Getting Started

Michael 2727

Senior Member
How about we get this section up and running with
some simple code for the Newbies to try out their
"fresh out of the Box" Picaxe toys

I wonder if Technical would consider splitting the forum
into more than one section e.g. -
EDIT - This section only Code Snippets.
  • B - Beginners, where full instructions, Pins / Legs
    and heavily commented codes only are posted.
  • I - Intermediate, some comments could be included etc.
  • A - Advanced, where you're on your own and any further
    information will have to come from the posterer if they
    are willing to help you out at all.

I thought I'd start with a simple LED Fader - I'll post something a little later, gotta go for now.
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I think that's good idea.
However, we should not let the forum become an excuse for not reading the manual so the 'snippets' should be original work and not cut/paste from the manual.
LED fader would be a good start.


New Member

Michael2727 - great idea - Yes Please.
BeanieBots, is the CD-ROM what you mean by "the manual"?
( it appears on the PicAxe website also )

I am using a recently bought PixAxe-18 "starter kit" and looked at the CD ROM for help.
- Section 1 - fair, it's for beginners
- Section 2 - this is where I started looking at the BASIC commands; they give examples which I Cut/Paste into the simulator. More than half don't run because of a syntax error . . . those that do . . . are OK, although some latch-up/stall when certain input-conditions have been applied.
=Indeed reading the BASIC (code listing) shows me no hint as to why they don't run and the bland "syntax error" is not any help.
(Sure I can force an error by lack of punctuation, etc.)
In "help" I found two codes that don't exist - one is CASE and SPOT (I think) - Sorry, I have a separate system I can't access right's all very confusing and if you want to find someone that's easily confused - I'm right here.

I'm still looking for inspiration - anywhere....

Section 3 - not sure, most of these last few days have been spent tryinig to get the example programs to work, so I can understand how to structure my own.

If the Code is correct, then is my simulator* wrong?... I appear to have it configured as an 18-pin PicAxe and the output LED (Pins) flash On/Off with the simplist program.
However, it would be nice to have all the Editor-options explained - how does anyone do this without assistance?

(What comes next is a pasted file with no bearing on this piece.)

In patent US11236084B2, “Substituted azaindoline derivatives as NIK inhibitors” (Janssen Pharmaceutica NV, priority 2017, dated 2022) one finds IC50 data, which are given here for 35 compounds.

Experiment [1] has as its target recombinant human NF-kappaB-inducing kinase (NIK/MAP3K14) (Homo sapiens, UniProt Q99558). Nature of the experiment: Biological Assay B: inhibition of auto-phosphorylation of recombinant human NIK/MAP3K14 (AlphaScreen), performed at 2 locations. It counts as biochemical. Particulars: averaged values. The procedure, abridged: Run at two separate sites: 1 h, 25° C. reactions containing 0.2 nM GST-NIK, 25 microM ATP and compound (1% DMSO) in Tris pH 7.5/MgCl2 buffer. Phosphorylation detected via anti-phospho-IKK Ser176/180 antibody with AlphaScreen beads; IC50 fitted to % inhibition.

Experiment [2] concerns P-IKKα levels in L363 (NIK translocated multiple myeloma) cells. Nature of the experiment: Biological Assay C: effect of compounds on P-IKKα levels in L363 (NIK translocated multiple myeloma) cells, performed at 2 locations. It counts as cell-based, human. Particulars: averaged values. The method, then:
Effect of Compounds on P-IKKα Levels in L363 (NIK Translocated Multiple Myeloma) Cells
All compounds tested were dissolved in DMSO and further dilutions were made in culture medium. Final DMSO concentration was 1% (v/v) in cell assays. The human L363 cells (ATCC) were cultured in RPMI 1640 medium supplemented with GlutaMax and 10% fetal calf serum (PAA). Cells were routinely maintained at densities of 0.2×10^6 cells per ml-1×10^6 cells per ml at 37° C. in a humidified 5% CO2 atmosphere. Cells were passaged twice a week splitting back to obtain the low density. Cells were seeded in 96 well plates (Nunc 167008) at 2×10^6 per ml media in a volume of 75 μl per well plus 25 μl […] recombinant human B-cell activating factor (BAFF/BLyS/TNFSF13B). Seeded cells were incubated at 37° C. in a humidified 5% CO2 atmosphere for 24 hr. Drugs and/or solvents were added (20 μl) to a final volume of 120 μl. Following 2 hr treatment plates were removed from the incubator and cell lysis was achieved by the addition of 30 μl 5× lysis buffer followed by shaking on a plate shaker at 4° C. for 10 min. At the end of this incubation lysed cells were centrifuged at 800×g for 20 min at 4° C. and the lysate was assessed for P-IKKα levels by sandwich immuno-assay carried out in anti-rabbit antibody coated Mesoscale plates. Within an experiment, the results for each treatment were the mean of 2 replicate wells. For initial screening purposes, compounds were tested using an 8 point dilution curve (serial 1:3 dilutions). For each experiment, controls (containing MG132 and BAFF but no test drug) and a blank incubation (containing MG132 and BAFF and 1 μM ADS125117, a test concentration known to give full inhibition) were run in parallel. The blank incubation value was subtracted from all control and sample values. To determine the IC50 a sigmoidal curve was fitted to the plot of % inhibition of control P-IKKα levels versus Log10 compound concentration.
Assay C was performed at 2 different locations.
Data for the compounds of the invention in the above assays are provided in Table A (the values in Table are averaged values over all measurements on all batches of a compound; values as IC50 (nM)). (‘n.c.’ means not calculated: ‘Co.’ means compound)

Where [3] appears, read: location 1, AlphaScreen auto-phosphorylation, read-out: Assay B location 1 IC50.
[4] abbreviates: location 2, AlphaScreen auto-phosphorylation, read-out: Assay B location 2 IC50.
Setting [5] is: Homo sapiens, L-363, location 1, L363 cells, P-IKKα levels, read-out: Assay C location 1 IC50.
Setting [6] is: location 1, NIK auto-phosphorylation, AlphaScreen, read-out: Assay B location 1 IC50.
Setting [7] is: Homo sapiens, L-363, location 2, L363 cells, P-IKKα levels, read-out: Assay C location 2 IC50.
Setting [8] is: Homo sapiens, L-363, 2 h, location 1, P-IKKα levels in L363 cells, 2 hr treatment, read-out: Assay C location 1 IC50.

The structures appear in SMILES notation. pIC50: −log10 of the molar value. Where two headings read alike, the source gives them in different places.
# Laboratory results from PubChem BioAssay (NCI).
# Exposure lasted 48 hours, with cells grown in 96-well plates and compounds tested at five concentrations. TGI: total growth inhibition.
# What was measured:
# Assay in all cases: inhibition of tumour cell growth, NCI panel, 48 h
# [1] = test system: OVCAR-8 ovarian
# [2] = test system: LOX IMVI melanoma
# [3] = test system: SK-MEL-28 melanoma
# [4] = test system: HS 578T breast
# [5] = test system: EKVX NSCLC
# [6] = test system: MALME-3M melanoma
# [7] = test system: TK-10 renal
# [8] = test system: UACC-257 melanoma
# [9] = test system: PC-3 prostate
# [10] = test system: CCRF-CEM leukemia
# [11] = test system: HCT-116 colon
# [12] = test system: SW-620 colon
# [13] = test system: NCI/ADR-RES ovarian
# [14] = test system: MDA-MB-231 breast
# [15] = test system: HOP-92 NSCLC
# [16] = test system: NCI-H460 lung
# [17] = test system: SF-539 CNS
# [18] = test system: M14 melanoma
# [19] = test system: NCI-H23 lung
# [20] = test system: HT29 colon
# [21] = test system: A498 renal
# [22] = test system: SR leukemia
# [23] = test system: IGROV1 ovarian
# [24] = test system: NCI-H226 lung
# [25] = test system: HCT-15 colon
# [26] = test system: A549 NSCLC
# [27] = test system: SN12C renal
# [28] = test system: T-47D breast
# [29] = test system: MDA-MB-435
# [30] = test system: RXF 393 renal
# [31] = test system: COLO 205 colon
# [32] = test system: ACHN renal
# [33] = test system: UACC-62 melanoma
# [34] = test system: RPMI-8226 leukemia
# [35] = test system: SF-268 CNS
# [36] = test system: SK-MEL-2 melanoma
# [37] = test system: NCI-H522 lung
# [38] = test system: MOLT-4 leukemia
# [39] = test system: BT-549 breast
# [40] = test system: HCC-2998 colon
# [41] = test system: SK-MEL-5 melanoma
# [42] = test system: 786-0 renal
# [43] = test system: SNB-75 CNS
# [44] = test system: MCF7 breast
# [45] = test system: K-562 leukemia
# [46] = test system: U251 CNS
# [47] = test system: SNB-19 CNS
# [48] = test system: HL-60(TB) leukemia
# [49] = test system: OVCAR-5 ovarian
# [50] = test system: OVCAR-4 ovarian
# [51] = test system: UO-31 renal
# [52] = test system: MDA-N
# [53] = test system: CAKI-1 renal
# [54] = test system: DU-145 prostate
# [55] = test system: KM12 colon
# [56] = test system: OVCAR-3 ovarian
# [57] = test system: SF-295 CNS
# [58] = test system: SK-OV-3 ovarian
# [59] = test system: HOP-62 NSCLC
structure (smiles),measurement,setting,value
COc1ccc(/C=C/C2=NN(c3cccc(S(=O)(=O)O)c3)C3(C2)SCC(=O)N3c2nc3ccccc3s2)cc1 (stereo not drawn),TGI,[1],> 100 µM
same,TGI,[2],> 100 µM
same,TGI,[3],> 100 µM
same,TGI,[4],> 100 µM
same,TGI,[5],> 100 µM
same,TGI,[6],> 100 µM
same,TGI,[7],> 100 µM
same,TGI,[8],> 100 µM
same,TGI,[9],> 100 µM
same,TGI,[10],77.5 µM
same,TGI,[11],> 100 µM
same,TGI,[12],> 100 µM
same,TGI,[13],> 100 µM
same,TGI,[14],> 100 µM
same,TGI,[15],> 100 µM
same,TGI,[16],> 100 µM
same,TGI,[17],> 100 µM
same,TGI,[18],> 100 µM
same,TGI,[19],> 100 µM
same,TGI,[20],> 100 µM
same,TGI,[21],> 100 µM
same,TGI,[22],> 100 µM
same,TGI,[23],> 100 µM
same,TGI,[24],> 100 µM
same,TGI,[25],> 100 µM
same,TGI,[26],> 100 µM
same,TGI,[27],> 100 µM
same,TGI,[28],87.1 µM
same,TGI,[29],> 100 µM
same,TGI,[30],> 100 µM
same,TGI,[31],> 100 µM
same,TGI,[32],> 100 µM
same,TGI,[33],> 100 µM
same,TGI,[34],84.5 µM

*It's in the "Editor" I think = it allows you to run without having the pcb+PicAxe attached.


Technical Support
Staff member
When coming to the PICAXE with no experience at all I imagine it is quite hard to get to grips with things. For many people they first meet the PICAXE through a school course where the educators explain what it is and cultivate understanding, others already have experience with microprocessors which they can apply.

I don't know how the UK educational system works these days but it would be great if there were some publically accessible teaching material on the PICAXE. The impression I get is that every teacher develops their own teaching material which would suggest a lot of re-inventing the wheel and duplicated effort. If there is such published material then I haven't found it.

Perhaps the best available resource for newcomers is David Lincoln's "Programming & Customizing the PICAXE Microcontroller" book ? I haven't read it so cannot comment on it.

As manufacturers it's not Rev-Ed's primary job to educate and that could be re-inventing the wheel again. What's being asked for probably exists in a number of places, but not here or not available for public consumption. What we perhaps really need is an index to where information can be found and what level of experience it is aimed at.


I mean the manual that comes in three parts.
1. Getting started
2. Basic Commands
3. Interfacing Circuits

It is available from a link on this forum [PICAXE Manual] above.
It is on the CD and it gets installed along with the Editor and be called via the Help menu. So, no real excuse for not being able to find it (them).

I agree with Hippy that for the complete novice it might be quite daunting.
The biggest issue that I see is that there two parts to the problem of getting started. The first is to make a circuit that works and the second is to get a program into the chip in that circuit which also works. If either have a problem, then there is no result:(

I'm quite sure that more than 98% of the (PICAXE related) questions asked here could be answered by reading those manuals. It's not simply a question of lazyness, just sometimes needs a little pointer to which command to use or maybe not knowing that a particular function is available.

The FAQ (also available above here) is another useful document that is sadly very rarely read.

All the commands have a small example code.